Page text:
During the breakneck expansion in consumer credit in the past five years, bank executives often argued that automated credit approval processes and computer modelling techniques had improved their lending criteria and would allow them to avoid the problems of the past.

However, the growth in bad debts has shown them they still have more to do.

Lloyds TSB said this week it had adjusted its underwriting models so it now looks at the propensity of customer to repay. It uses statistical models to identify the key characteristics of cohorts of good paying customers against those who are likely to default. Other banks are increasingly taking a similar approach.

These techniques have been well developed in the United States, where banks and specialised lenders employ highly qualified computer experts to build models to help spot people that may become bad credit risks. At the same time, British banks have taken the old-fashioned approach of simply saying “no” more often.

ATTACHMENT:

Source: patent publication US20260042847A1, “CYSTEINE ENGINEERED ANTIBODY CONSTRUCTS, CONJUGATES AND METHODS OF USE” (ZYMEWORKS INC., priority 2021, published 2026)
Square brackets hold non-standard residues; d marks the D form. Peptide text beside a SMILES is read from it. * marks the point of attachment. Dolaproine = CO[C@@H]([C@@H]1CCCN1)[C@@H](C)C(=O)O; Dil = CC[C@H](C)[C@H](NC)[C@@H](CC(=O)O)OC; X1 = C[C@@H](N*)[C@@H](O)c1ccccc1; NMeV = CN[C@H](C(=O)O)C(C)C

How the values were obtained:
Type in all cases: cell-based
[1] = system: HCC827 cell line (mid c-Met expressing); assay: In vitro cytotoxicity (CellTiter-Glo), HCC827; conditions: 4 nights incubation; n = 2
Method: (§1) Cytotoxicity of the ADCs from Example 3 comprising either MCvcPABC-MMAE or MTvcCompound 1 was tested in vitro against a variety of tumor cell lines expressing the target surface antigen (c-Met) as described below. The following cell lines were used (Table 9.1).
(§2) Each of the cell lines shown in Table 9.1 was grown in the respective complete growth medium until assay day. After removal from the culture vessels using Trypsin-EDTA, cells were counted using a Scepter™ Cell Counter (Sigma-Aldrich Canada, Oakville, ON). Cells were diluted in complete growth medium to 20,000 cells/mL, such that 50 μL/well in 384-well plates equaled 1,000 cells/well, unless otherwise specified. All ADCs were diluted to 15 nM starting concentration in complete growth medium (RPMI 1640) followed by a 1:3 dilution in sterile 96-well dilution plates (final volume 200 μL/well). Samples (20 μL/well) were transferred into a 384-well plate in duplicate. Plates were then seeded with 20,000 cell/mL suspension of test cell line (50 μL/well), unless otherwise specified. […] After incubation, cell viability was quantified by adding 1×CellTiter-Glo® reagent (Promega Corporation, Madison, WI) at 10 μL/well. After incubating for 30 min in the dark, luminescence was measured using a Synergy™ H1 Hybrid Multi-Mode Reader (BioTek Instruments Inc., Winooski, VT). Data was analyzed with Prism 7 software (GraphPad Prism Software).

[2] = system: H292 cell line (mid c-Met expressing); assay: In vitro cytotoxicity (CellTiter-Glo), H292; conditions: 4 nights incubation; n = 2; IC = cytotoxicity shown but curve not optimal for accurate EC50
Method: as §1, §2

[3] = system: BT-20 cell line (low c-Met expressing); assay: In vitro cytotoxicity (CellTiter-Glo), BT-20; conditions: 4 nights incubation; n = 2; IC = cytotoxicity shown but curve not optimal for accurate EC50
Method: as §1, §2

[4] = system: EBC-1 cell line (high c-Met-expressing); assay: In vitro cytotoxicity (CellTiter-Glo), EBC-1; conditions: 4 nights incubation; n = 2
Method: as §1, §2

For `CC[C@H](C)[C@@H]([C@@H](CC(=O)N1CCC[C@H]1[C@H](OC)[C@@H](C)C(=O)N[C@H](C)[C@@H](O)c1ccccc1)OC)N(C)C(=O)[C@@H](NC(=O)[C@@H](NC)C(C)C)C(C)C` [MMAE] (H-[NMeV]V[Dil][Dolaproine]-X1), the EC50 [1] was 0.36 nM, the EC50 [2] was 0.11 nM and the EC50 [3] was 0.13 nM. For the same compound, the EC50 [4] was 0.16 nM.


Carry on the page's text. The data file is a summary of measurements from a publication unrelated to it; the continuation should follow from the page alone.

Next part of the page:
They have become more stringent about which customers they lend to and have started rejecting more loan applications.

Barclaycard, the country’s largest credit card operator, last year increased its rejection rate and it is turning down 55 per cent of new credit card applications – a much higher rate than in previous years.

This year, HBOS has reduced the credit limits for 600,000 credit card accounts so customers can borrow less.

Greater sharing of data by banks about their customers should also limit future problems. In the past, borrowers were only reported to credit ratings agencies after they defaulted on a loan.

Today, banks are able to access more information about other loans a consumer may have before making a decision, allowing them to weed out potential problems.

Copyright The Financial Times Limited 2018. All rights reserved.

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